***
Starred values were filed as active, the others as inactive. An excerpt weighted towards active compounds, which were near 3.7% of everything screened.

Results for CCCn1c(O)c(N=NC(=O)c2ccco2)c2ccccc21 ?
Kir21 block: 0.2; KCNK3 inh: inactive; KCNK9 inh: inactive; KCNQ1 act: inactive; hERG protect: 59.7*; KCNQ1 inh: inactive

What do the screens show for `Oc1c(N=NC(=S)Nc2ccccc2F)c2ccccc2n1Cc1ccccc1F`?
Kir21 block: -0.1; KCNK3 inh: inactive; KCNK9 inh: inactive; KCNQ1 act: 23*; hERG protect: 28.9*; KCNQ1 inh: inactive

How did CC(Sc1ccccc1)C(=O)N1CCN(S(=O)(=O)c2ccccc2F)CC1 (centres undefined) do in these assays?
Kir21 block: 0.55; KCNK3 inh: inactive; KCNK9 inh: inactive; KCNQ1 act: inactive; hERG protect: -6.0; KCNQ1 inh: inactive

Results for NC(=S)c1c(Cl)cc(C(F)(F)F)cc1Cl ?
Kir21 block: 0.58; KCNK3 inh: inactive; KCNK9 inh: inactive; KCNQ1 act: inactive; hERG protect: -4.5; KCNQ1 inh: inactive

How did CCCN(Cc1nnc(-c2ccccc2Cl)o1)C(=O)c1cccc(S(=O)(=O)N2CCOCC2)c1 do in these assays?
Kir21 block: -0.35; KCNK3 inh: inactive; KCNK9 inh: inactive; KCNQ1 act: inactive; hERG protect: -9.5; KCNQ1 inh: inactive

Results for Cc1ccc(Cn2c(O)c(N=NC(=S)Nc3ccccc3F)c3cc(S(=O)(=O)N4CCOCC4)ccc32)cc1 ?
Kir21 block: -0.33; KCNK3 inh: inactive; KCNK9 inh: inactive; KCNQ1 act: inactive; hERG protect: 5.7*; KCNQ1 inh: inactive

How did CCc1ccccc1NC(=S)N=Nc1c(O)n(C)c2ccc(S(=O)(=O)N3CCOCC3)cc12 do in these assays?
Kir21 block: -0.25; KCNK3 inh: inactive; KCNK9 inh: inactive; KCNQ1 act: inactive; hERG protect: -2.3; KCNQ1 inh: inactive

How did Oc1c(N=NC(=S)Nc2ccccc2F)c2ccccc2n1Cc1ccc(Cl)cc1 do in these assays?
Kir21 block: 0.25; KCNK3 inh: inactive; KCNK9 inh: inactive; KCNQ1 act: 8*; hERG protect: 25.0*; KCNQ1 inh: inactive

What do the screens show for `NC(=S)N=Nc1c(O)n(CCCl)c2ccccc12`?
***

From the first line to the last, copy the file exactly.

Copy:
Starred values were filed as active, the others as inactive. An excerpt weighted towards active compounds, which were near 3.7% of everything screened.

Results for CCCn1c(O)c(N=NC(=O)c2ccco2)c2ccccc21 ?
Kir21 block: 0.2; KCNK3 inh: inactive; KCNK9 inh: inactive; KCNQ1 act: inactive; hERG protect: 59.7*; KCNQ1 inh: inactive

What do the screens show for `Oc1c(N=NC(=S)Nc2ccccc2F)c2ccccc2n1Cc1ccccc1F`?
Kir21 block: -0.1; KCNK3 inh: inactive; KCNK9 inh: inactive; KCNQ1 act: 23*; hERG protect: 28.9*; KCNQ1 inh: inactive

How did CC(Sc1ccccc1)C(=O)N1CCN(S(=O)(=O)c2ccccc2F)CC1 (centres undefined) do in these assays?
Kir21 block: 0.55; KCNK3 inh: inactive; KCNK9 inh: inactive; KCNQ1 act: inactive; hERG protect: -6.0; KCNQ1 inh: inactive

Results for NC(=S)c1c(Cl)cc(C(F)(F)F)cc1Cl ?
Kir21 block: 0.58; KCNK3 inh: inactive; KCNK9 inh: inactive; KCNQ1 act: inactive; hERG protect: -4.5; KCNQ1 inh: inactive

How did CCCN(Cc1nnc(-c2ccccc2Cl)o1)C(=O)c1cccc(S(=O)(=O)N2CCOCC2)c1 do in these assays?
Kir21 block: -0.35; KCNK3 inh: inactive; KCNK9 inh: inactive; KCNQ1 act: inactive; hERG protect: -9.5; KCNQ1 inh: inactive

Results for Cc1ccc(Cn2c(O)c(N=NC(=S)Nc3ccccc3F)c3cc(S(=O)(=O)N4CCOCC4)ccc32)cc1 ?
Kir21 block: -0.33; KCNK3 inh: inactive; KCNK9 inh: inactive; KCNQ1 act: inactive; hERG protect: 5.7*; KCNQ1 inh: inactive

How did CCc1ccccc1NC(=S)N=Nc1c(O)n(C)c2ccc(S(=O)(=O)N3CCOCC3)cc12 do in these assays?
Kir21 block: -0.25; KCNK3 inh: inactive; KCNK9 inh: inactive; KCNQ1 act: inactive; hERG protect: -2.3; KCNQ1 inh: inactive

How did Oc1c(N=NC(=S)Nc2ccccc2F)c2ccccc2n1Cc1ccc(Cl)cc1 do in these assays?
Kir21 block: 0.25; KCNK3 inh: inactive; KCNK9 inh: inactive; KCNQ1 act: 8*; hERG protect: 25.0*; KCNQ1 inh: inactive

What do the screens show for `NC(=S)N=Nc1c(O)n(CCCl)c2ccccc12`?